Injured hip and shoulder

Dr. Dinshaw Pardiwala, who has the trust of India’s top athletes to fix their broken bodies and torn muscles, calls Mirabai’s load-bearing capacity ‘exceptional’. “(But) there’s also a fine balance. Slight issue here and there, and you end up with an injury. That’s the nature of the sport,” Pardiwala says.

“Mira has had a slew of injuries one after the other. The main thing in weightlifting is that especially when you are a low-weight category lifter, you are lifting loads way beyond your body weight. When you are doing that, you are pushing your body to the absolute limit. In this scenario, in other sports like cricket, performing at 80-90 per cent might be okay as your skill levels offset fitness. But in weightlifting, unless you are absolutely 100 per cent there is no way,” Pardiwala explains.

That’s what was happening to Mirabai when she first met him in September. She could pull off lifts up to 80-90 per cent of her capability but when she had to go all out, the muscles wouldn’t take the load.

Since September, Mirabai – through Olympic Gold Quest – has met Pardiwala four times in person apart from monitoring her progress every week.

When she first met him, Mirabai complained of pain in the right side of her hip. “She had a tear in a muscle in her right hip, which runs down the thigh. There are convertible muscles there and the muscles in the hip are very important when you come up from a deep squat position. It’s a position that may not give you pain while standing but to rise from a deep squat, you have to use that muscle a lot,” Pardiwala explains.

By the end of October, the hip injury had healed. But then, Mirabai’s shoulder gave up. “Again a bad injury for a weightlifter primarily because there’s a muscle – the rotator cuff – that enables strength in the shoulder,” Pardiwala says.

It’s a layer of muscles, the doctor adds, that allows the shoulder to stabilise ‘so that the larger muscles like the deltoid, the power muscles, can do their job’.

Unfortunately for Mirabai, the rotator cuff is torn. It’s a relatively small tear that won’t need surgery, Pardiwala assures. But it’s serious enough to keep her away from doing what she loves the most – lifting weights.

“With these tears, best is to rest it out initially; allow it to heal because they are traumatic tears. Once they heal, you increase the load and as loads increase, you get to normalcy. She is at a stage right now when you rest it out. She has a good amount of clinical healing there and is meeting all her goals of rehab well,” Pardiwala says.

With the physio monitoring ‘each and every step’, Mirabai hasn’t been lifting ‘truckloads’ in training. But she still has to do basic strength and conditioning work so that when she’s eventually ready to lift, the body can cope with the increase in workload.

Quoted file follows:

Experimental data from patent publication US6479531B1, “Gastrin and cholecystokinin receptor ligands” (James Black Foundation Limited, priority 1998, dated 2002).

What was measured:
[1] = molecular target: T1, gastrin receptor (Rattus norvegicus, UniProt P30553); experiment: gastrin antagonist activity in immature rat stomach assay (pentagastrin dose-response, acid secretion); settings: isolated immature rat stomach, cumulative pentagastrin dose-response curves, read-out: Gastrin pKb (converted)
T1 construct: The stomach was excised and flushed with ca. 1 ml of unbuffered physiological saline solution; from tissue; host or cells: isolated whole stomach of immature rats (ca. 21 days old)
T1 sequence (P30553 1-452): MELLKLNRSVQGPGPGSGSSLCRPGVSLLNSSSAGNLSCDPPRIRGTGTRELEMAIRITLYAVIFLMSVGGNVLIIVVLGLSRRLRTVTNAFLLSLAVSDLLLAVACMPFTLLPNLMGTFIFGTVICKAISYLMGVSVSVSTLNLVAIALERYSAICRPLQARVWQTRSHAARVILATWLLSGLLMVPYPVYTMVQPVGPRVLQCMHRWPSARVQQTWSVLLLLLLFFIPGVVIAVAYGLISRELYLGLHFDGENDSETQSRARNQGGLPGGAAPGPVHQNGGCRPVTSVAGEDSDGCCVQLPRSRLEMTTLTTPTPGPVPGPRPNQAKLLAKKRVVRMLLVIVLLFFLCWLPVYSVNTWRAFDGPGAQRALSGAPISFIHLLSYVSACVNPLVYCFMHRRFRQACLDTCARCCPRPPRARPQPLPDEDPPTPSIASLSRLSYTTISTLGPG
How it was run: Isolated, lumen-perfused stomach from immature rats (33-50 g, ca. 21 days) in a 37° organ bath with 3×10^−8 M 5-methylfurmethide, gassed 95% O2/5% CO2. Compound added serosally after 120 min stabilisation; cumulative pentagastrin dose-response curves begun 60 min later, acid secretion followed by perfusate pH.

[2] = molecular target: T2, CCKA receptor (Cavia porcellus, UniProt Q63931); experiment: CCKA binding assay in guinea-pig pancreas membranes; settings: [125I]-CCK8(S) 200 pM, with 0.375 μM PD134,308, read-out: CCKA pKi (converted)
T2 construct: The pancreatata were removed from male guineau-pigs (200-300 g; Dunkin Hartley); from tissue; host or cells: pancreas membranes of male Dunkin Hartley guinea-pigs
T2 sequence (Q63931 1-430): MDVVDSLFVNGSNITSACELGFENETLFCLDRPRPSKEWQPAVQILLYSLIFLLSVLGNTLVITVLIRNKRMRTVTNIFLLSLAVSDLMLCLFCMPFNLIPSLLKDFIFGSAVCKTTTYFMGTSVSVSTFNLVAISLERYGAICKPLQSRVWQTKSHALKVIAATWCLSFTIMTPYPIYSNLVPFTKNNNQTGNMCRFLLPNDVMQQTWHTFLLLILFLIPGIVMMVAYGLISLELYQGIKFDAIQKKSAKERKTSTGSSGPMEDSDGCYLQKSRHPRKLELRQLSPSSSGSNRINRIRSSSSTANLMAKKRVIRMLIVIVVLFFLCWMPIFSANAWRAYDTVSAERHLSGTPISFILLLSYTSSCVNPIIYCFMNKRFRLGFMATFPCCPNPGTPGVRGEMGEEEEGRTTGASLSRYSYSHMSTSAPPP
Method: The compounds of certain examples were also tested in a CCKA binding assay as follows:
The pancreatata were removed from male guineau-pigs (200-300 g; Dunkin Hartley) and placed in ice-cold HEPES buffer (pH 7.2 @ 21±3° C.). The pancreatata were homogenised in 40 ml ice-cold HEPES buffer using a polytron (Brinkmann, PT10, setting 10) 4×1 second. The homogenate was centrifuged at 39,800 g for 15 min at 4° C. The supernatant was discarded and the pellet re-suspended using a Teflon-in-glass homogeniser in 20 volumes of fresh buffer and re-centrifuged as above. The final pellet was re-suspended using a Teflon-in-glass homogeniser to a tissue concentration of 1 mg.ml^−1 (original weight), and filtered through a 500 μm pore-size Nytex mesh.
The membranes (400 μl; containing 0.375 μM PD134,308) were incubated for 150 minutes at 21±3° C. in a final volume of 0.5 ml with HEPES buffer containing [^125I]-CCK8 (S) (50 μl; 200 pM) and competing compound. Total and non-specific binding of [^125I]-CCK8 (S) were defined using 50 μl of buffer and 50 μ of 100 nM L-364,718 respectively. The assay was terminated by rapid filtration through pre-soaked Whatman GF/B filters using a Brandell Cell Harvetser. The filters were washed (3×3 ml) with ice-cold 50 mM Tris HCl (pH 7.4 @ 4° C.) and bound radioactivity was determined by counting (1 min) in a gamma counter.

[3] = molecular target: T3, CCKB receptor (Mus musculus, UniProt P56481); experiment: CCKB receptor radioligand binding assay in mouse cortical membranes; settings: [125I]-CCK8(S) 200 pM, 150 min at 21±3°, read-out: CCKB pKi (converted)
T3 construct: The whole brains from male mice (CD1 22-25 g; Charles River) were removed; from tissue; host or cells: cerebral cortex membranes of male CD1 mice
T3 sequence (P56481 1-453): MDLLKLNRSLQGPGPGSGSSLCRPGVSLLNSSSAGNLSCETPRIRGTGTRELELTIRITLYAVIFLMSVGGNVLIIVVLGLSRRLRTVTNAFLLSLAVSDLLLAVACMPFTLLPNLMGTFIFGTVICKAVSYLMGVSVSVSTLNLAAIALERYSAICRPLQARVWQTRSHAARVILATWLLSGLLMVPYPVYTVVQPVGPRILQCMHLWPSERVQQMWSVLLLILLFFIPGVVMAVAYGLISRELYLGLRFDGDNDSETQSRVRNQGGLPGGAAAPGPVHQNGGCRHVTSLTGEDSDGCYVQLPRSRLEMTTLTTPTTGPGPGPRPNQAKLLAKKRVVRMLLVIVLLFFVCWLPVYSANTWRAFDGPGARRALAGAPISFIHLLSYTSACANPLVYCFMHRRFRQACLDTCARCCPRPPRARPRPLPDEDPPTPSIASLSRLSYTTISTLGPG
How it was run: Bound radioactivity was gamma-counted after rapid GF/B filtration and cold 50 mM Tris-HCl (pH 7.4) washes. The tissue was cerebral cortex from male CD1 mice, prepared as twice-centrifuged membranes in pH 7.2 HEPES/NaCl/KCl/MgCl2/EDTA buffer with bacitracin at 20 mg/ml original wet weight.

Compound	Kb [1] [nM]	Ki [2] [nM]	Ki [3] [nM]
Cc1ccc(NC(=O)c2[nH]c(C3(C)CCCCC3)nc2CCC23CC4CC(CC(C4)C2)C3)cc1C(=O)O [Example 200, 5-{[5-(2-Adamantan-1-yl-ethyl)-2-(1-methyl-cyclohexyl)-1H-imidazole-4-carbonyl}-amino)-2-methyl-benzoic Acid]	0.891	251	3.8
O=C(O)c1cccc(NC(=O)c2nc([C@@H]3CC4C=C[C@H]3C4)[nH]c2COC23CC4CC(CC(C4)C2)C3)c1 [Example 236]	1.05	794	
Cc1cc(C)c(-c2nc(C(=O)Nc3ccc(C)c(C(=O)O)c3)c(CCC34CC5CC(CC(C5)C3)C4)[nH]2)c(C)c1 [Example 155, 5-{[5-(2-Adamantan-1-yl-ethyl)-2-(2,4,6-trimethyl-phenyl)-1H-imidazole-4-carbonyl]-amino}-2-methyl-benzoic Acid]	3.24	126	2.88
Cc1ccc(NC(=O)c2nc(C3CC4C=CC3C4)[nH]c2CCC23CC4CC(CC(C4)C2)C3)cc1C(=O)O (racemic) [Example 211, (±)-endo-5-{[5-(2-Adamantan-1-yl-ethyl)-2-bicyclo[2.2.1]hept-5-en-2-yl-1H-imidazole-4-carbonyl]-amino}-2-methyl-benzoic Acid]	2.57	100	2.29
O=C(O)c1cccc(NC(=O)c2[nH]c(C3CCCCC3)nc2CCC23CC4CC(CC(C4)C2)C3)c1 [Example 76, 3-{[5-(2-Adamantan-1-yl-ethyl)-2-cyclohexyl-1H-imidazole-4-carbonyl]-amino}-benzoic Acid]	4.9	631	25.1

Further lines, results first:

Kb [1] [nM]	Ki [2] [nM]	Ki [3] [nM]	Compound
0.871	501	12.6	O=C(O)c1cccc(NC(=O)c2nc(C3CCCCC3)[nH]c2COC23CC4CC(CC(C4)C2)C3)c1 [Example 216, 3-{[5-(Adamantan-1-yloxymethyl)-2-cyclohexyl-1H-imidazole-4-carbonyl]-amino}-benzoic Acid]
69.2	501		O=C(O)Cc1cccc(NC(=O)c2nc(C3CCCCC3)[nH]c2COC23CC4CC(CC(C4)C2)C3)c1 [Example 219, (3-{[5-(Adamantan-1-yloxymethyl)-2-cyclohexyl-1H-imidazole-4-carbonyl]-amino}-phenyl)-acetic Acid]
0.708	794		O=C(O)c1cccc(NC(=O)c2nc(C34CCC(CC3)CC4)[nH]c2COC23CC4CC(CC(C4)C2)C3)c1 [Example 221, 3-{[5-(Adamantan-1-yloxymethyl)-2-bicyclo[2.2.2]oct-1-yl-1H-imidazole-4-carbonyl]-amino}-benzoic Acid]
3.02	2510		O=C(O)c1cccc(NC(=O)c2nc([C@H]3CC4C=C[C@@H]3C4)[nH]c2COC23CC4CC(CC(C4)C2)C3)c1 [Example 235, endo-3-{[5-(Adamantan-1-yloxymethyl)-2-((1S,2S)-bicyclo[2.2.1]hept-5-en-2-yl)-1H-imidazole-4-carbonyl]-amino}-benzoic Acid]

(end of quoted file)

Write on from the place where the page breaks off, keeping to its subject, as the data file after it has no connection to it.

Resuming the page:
Target: 207kg

Amidst all this, what keeps Mirabai and Sharma relatively relaxed is the fact that she has already qualified for the Olympics. Her best effort of lifting a total of 200kg, at the World Championship last December, has placed her second in the Olympic Qualification Ranking.

So, unlike most Indian athletes whose first task will be to secure a place in the Paris-bound contingent, this gives Mirabai the freedom to focus on her rehab for the next seven months.

“It’s a good thing I have qualified,” she says. “For most, the biggest quest, a source of tension, is to qualify for the Olympics. So I am glad that’s worked out already for me.”

Sharma says the year has made them wiser, especially in terms of their training routines. He understands the pitfalls of over-training better but none of this has stopped him and Mirabai from plotting the path to the podium in Paris.

They have set themselves a target – 207kg, 5kg more than what she lifted at the Tokyo Olympics. If she manages that, Mirabai will remain in contention to defend her silver medal given the Chinese weightlifters are still way ahead, as seen at the World Championships this year.

The two Chinese – Jiang Huihua and Hou Zhihui – lifted 215 and 211kg respectively but since a country can field just one lifter in a weight category, a fit Mirabai is confident of putting up a fight.

“In the next seven months, we have to protect ourselves and take us to the range of 207 kg so that we can put up a proper fight. We have to reach that level,” Sharma says. “We are wise now. We know what has happened, what can happen and what we need to do. If we are careful in training, we will be okay.”

First published on: 26-12-2023 at 11:21 IST